Anonymous releases more Stratfor data
Online "hacktivist" group Anonymous has released a trove of email addresses and credit card numbers stolen from the website of intelligence analysis firm Stratfor and promised further attacks.
In a statement on Pastebin.com late Thursday, members of Anonymous calling themselves "AntiSec" posted links to what the group said were 75,000 names, addresses, credit card numbers and passwords for Stratfor customers.
The group also posted links to what it said were 860,000 user names, email addresses and passwords for people who have registered on Stratfor's website, which remained offline on Friday nearly a week after coming under attack.
Anonymous said 50,000 of the email addresses ended in .mil and .gov used by the US government.
"We call upon all allied battleships, all armies from darkness, to use and abuse these password lists and credit card information to wreak unholy havok (sic) upon the systems and personal email accounts of these rich and powerful oppressors," Anonymous said.
Anonymous also warned in the statement on Pastebin that it will be "attacking multiple law enforcement targets from coast to coast" on New Year's Eve.
Stratfor, in a statement on its Facebook page, said it "regrets the latest disclosure of information obtained illegally from the company's data systems."
"We want to assure our customers and friends this was not a new cyber attack but was instead a release of information obtained during the previous security breach," it said.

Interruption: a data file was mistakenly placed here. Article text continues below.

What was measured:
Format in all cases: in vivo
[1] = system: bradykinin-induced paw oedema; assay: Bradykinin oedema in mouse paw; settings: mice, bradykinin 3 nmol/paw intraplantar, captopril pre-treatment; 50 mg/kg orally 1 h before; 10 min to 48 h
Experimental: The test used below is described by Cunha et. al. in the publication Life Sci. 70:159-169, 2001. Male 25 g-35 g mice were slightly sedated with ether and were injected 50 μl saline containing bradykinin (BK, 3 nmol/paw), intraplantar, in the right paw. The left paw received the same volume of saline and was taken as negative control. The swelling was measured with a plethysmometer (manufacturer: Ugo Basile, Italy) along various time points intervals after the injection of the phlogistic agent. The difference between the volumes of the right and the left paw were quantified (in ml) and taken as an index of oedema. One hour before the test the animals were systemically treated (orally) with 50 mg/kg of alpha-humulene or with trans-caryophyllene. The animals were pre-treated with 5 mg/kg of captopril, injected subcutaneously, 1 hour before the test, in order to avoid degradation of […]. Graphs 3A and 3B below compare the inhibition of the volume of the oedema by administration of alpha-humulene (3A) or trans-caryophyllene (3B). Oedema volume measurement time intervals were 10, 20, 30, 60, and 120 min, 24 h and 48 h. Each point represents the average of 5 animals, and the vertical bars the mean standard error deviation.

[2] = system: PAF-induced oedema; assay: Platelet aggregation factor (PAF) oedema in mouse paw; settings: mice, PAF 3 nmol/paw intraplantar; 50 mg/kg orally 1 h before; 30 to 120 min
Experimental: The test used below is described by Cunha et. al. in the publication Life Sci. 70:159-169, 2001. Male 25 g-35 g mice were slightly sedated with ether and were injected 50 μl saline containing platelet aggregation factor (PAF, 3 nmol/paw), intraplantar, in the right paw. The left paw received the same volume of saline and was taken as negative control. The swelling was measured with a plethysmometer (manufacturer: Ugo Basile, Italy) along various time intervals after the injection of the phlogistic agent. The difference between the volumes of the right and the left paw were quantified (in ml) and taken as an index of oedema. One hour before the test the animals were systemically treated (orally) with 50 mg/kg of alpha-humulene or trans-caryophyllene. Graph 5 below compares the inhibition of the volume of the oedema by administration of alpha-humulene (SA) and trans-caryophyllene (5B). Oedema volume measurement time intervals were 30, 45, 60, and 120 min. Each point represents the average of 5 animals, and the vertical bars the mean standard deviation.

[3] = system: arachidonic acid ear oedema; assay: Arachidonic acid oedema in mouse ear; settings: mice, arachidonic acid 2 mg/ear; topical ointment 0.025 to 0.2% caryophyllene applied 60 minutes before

"The latest disclosure included credit card information of paid subscribers and many email addresses of those who receive Stratfors free services," the company said.
Anonymous earlier this week published what it said was Stratfor's client list, which included members of the US armed services, law enforcement agencies, top security contractors and major technology firms.
Anonymous also posted images claiming to show receipts from donations made by the hackers to various charities using stolen credit card data.
Anonymous has said it was able to obtain the information in part because Stratfor did not encrypt it, which could prove a major source of embarrassment to the global intelligence firm.
Stratfor chief executive George Friedman has said the Austin, Texas-based company will not relaunch its website "until a thorough review and adjustment by outside experts can be completed."
With the website down, Stratfor has been communicating using its Facebook page and sending its political and security analysis products to members by email.
Stratfor has also offered to provide members with one free year of identify theft protection services.
Anonymous has been involved in scores of hacking exploits including retaliatory attacks last year on companies perceived to be enemies of the anti-secrecy website WikiLeaks.
Anonymous has said the latest attacks are in retaliation for the prosecution of Bradley Manning, the US Army private accused of leaking more than 700,000 US documents to WikiLeaks in one of the most serious intelligence breaches in US history.
(c) 2011 AFP